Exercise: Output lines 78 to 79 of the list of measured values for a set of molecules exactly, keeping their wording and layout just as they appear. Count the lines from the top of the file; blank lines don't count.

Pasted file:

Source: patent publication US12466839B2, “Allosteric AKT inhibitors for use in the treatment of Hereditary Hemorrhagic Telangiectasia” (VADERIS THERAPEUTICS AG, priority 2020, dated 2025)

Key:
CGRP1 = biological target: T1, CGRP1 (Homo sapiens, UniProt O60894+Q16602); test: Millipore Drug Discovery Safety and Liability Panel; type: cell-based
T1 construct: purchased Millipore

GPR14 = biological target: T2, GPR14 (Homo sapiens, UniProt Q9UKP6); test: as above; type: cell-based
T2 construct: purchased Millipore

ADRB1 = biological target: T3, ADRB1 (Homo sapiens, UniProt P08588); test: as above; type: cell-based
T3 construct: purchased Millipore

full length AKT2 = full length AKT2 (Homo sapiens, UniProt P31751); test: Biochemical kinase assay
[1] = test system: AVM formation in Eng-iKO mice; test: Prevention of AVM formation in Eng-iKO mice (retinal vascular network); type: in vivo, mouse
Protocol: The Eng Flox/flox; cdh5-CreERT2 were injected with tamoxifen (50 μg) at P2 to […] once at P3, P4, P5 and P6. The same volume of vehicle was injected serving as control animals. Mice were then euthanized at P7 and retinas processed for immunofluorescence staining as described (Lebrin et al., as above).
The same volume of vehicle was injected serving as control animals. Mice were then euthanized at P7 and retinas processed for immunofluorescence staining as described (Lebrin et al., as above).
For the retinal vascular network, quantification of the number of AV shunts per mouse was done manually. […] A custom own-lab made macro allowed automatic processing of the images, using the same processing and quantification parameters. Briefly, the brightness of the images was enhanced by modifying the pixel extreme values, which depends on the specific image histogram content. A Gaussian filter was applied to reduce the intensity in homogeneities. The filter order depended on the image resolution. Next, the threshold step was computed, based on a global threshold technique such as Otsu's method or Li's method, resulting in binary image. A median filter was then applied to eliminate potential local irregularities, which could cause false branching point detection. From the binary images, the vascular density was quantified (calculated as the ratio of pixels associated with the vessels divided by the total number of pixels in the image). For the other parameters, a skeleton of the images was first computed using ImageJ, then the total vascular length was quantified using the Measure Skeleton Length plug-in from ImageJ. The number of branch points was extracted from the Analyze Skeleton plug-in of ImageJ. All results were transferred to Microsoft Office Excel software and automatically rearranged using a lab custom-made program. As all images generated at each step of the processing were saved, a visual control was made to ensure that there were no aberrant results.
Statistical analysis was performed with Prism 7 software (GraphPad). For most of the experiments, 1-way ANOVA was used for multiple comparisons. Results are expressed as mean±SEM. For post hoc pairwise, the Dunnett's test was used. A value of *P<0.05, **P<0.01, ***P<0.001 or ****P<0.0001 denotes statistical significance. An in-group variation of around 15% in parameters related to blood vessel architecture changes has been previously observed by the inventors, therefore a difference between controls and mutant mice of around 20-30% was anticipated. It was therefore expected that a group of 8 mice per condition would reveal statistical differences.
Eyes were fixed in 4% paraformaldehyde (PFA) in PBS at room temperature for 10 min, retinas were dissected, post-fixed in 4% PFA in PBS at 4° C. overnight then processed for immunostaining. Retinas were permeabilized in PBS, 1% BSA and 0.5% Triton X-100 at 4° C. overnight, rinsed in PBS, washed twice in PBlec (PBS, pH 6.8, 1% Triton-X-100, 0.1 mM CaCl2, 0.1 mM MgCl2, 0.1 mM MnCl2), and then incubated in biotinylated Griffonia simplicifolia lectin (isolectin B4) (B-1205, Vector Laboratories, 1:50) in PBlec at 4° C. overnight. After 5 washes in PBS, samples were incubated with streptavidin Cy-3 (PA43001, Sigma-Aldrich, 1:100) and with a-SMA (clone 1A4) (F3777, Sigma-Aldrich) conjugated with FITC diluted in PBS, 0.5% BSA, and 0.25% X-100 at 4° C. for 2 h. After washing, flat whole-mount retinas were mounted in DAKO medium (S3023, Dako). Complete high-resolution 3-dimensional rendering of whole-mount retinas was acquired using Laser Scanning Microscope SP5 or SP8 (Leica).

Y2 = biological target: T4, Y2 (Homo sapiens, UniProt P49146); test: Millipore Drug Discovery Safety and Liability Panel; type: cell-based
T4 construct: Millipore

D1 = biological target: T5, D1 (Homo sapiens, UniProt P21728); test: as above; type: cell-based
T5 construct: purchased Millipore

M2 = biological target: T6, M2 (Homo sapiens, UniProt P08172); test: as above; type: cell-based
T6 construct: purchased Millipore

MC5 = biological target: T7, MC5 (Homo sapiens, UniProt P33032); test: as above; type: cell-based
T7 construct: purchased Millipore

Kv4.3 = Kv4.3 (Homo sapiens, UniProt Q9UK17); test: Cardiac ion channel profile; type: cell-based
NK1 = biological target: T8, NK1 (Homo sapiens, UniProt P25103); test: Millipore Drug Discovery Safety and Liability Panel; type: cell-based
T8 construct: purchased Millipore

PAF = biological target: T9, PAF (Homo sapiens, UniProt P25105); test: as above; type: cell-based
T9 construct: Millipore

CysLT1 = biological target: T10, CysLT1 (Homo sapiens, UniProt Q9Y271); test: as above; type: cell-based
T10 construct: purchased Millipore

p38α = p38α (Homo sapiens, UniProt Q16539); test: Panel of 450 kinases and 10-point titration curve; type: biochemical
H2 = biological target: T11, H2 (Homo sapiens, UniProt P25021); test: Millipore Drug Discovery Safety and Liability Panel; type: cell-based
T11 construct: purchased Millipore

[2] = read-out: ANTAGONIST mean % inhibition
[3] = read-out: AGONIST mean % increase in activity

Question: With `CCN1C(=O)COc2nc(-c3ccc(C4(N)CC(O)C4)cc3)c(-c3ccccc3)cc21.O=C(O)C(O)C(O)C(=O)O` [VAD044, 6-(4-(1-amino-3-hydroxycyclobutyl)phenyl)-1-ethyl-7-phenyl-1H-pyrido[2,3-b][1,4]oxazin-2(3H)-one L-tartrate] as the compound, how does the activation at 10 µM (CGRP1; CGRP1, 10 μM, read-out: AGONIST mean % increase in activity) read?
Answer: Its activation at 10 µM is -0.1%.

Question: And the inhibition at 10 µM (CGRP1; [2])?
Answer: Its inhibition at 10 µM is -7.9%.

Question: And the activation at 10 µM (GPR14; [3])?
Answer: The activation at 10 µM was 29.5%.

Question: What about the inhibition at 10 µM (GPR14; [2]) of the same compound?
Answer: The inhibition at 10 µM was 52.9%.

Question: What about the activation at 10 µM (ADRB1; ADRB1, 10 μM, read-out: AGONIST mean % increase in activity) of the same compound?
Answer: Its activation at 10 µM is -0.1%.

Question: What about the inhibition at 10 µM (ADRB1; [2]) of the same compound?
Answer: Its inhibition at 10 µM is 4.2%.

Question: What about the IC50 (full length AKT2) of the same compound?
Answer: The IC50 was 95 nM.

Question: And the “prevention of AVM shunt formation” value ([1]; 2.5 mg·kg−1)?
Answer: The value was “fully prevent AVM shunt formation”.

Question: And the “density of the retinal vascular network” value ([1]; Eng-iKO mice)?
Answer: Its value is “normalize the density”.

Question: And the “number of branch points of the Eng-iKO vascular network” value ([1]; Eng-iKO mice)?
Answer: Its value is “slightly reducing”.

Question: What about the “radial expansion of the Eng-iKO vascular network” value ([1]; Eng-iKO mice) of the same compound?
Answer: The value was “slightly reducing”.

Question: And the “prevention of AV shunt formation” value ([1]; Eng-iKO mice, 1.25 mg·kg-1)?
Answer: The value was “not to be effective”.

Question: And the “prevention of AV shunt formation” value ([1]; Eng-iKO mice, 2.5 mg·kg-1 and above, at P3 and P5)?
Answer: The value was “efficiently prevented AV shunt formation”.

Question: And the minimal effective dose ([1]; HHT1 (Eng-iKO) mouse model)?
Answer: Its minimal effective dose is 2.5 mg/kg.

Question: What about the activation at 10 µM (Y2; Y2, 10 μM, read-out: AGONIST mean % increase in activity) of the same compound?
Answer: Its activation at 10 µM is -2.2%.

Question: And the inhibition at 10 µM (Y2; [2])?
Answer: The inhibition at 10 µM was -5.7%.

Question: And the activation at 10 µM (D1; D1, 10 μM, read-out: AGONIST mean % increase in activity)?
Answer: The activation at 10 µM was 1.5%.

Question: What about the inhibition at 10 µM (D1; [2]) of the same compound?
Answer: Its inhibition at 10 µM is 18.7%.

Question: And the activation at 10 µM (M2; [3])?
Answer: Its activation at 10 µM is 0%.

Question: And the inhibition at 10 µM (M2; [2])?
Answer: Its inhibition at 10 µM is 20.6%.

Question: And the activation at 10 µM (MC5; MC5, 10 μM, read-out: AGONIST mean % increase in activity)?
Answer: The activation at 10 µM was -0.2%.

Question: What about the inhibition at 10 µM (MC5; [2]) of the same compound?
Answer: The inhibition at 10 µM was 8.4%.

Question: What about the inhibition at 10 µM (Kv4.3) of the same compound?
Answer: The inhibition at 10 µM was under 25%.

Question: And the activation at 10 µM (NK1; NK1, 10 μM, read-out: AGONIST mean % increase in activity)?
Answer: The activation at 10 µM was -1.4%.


Question: What about the inhibition at 10 µM (MC5; [2]) of the same compound?
Answer: The inhibition at 10 µM was 8.4%.